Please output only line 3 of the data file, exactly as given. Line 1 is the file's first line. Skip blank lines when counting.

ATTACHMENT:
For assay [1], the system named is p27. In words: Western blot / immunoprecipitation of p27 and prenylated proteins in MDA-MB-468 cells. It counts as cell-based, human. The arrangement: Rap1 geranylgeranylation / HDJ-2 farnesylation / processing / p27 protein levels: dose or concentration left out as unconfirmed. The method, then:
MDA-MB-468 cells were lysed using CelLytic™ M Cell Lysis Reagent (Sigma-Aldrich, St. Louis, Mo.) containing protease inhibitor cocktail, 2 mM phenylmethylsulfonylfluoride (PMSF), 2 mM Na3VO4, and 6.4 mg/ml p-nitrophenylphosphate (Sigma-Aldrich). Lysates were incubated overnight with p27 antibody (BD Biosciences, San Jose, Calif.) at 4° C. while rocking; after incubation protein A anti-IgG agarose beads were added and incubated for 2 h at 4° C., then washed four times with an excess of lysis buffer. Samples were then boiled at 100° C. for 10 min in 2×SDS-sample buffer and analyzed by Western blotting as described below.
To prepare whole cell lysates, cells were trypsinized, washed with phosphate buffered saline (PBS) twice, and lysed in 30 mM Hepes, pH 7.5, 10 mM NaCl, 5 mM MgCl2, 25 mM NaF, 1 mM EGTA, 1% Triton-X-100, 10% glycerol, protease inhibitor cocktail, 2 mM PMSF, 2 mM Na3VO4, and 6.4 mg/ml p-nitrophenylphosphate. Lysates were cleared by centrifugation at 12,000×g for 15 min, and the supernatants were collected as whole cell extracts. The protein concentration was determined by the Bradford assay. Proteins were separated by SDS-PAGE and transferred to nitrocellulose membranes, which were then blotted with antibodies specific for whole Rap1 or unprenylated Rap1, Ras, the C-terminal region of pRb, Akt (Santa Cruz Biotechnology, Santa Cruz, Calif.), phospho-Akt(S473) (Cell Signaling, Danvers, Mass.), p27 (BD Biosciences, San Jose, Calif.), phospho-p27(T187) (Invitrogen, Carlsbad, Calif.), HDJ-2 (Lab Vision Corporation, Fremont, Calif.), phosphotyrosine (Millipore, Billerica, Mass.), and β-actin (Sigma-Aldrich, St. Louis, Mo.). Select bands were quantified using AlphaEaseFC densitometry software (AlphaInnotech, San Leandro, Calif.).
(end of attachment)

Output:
To prepare whole cell lysates, cells were trypsinized, washed with phosphate buffered saline (PBS) twice, and lysed in 30 mM Hepes, pH 7.5, 10 mM NaCl, 5 mM MgCl2, 25 mM NaF, 1 mM EGTA, 1% Triton-X-100, 10% glycerol, protease inhibitor cocktail, 2 mM PMSF, 2 mM Na3VO4, and 6.4 mg/ml p-nitrophenylphosphate. Lysates were cleared by centrifugation at 12,000×g for 15 min, and the supernatants were collected as whole cell extracts. The protein concentration was determined by the Bradford assay. Proteins were separated by SDS-PAGE and transferred to nitrocellulose membranes, which were then blotted with antibodies specific for whole Rap1 or unprenylated Rap1, Ras, the C-terminal region of pRb, Akt (Santa Cruz Biotechnology, Santa Cruz, Calif.), phospho-Akt(S473) (Cell Signaling, Danvers, Mass.), p27 (BD Biosciences, San Jose, Calif.), phospho-p27(T187) (Invitrogen, Carlsbad, Calif.), HDJ-2 (Lab Vision Corporation, Fremont, Calif.), phosphotyrosine (Millipore, Billerica, Mass.), and β-actin (Sigma-Aldrich, St. Louis, Mo.). Select bands were quantified using AlphaEaseFC densitometry software (AlphaInnotech, San Leandro, Calif.).